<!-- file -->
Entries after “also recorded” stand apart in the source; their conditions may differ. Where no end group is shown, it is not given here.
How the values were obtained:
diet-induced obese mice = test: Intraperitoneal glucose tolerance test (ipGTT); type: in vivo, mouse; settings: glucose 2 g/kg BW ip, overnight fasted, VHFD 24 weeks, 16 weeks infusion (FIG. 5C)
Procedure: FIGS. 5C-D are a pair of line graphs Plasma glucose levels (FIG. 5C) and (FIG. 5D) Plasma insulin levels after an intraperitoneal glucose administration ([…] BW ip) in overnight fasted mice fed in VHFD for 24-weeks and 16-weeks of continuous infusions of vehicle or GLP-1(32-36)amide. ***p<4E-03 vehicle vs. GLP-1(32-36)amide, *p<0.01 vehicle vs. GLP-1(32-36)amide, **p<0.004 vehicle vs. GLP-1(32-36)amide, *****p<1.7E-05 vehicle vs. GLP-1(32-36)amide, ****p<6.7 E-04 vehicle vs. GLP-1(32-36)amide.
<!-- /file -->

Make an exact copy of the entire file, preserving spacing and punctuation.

Entries after “also recorded” stand apart in the source; their conditions may differ. Where no end group is shown, it is not given here.
How the values were obtained:
diet-induced obese mice = test: Intraperitoneal glucose tolerance test (ipGTT); type: in vivo, mouse; settings: glucose 2 g/kg BW ip, overnight fasted, VHFD 24 weeks, 16 weeks infusion (FIG. 5C)
Procedure: FIGS. 5C-D are a pair of line graphs Plasma glucose levels (FIG. 5C) and (FIG. 5D) Plasma insulin levels after an intraperitoneal glucose administration ([…] BW ip) in overnight fasted mice fed in VHFD for 24-weeks and 16-weeks of continuous infusions of vehicle or GLP-1(32-36)amide. ***p<4E-03 vehicle vs. GLP-1(32-36)amide, *p<0.01 vehicle vs. GLP-1(32-36)amide, **p<0.004 vehicle vs. GLP-1(32-36)amide, *****p<1.7E-05 vehicle vs. GLP-1(32-36)amide, ****p<6.7 E-04 vehicle vs. GLP-1(32-36)amide.